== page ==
Before I left Codurance, we started a study group for Rust. Rust is a language that I have been interested in for the last few years, but never did enough to learn it (not having a specific project to use the language made it less likely that I would). When I left Codurance I stopped going to the group. But towards the end of the year I rejoined the group.
As we were deciding the next book the study group was going to read, I heard an episode of the The Rustacean Station podcast about Game Development with Herbert Wolverson, and they were talking about his new book Hands-On Rust.
As it happens, when I originally moved to the UK 18 years ago, it was to work on games development. Therefore, my thinking was “this book should be perfect for me”. So I got it from The Pragmatic Bookshelf (love their books).
TL;DR of it: I enjoyed the book, but the approach is not one that suits me.
Using graphics and games to teach a language makes learning easier (at least what I have found in the past). My own introduction course to Functional Programming uses bouncing balls (basically the basis of the game Pang)
The problem is that is difficult to pull, because you have two different teachings to do: the language and the game development. As my father always told me
you can't carry two watermelons under one arm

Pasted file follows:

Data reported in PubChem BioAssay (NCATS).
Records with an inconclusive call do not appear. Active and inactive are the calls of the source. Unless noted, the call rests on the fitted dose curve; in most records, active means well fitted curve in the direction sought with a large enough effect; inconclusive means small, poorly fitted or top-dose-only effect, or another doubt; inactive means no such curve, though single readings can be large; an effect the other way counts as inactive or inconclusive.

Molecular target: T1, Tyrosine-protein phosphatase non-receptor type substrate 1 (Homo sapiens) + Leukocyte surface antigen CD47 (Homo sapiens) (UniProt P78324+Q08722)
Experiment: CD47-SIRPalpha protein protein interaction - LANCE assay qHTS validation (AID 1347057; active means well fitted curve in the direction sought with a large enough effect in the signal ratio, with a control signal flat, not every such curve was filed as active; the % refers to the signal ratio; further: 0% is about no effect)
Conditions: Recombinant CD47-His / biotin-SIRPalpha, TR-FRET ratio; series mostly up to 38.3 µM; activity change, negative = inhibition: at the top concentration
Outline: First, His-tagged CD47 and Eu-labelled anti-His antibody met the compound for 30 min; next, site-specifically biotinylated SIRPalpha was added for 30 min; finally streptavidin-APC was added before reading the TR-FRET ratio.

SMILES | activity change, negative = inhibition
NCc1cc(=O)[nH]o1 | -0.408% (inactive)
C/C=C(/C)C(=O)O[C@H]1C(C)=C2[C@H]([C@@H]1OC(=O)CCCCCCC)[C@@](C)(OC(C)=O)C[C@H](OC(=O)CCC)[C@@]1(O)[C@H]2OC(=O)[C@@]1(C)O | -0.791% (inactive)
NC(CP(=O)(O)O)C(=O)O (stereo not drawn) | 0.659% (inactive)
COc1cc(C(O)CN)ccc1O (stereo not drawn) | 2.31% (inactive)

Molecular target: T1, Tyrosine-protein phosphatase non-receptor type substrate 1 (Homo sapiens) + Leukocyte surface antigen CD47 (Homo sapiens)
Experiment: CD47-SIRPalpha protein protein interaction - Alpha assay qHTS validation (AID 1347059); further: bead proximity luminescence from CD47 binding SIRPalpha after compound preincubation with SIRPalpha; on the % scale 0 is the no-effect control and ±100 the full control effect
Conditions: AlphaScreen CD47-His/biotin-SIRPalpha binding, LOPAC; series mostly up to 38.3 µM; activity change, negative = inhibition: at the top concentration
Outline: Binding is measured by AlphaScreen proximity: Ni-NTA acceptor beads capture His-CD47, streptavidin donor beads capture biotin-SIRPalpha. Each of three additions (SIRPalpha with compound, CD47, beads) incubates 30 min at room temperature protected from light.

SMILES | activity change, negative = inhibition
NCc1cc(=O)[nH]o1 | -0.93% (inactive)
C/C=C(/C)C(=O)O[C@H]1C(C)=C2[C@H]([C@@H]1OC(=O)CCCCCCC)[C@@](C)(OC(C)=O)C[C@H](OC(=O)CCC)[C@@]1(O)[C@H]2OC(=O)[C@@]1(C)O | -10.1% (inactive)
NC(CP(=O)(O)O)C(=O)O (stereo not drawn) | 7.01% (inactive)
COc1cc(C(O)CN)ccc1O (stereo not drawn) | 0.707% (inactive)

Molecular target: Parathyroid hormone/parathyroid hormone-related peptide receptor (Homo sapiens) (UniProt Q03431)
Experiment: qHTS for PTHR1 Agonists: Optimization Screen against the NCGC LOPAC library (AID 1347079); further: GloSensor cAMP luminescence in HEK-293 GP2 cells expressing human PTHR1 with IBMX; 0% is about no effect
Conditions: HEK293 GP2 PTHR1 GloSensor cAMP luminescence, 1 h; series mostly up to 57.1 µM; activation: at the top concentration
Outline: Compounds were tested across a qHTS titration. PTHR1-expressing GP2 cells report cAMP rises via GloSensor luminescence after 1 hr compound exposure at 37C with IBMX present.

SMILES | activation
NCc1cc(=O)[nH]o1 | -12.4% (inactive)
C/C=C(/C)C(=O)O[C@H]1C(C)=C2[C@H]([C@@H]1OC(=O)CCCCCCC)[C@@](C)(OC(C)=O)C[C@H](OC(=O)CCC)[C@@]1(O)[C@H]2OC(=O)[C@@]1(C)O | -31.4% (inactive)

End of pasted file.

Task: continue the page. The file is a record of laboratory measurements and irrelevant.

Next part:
Some parts of the book were difficult to follow due to the way the text was written. I found myself having to re-read to understand what the text was trying to say.
Off the two teachings, I think the part that suffers the most is the learning of Rust. And that maybe because how I like to learn. Due to the need of developing the game, concepts were spread out thin, inconsistently and the explanations always felt short to what it was needed. I would suggest to have some knowledge of Rust before going into this book. Or at least have some other book like The Rust Language by the side so you can look the concepts that are unclear to you.
The game development part was far more interesting because it was my first proper introduction to ECS. I have heard about it before, but because I haven’t done games, I have not encountered in the wild before. At times I felt like some more explanation of what was going was needed. A better introduction at the very least. Nonetheless you start using it non-stop from the moment is introduced, so you end getting the gist of what it is.
As I mentioned a bit earlier on, using the development of a game is a good approach because there is some satisfaction to creating something that you can play with. Much better than just developing a web server, for example. And I think that is what saves the book. Even with the issues mentioned earlier on, I was having a blast while going through the book.
In terms of Rust learning, the study group is going to be reading Rust for Rustaceans.
In terms of ECS, I want to have a look at Bevy to see if their ECS implementation is different. ECS is mostly used on games development, I am curious about it and I want to understand it better.
Also, I may have a project to practice. We will see.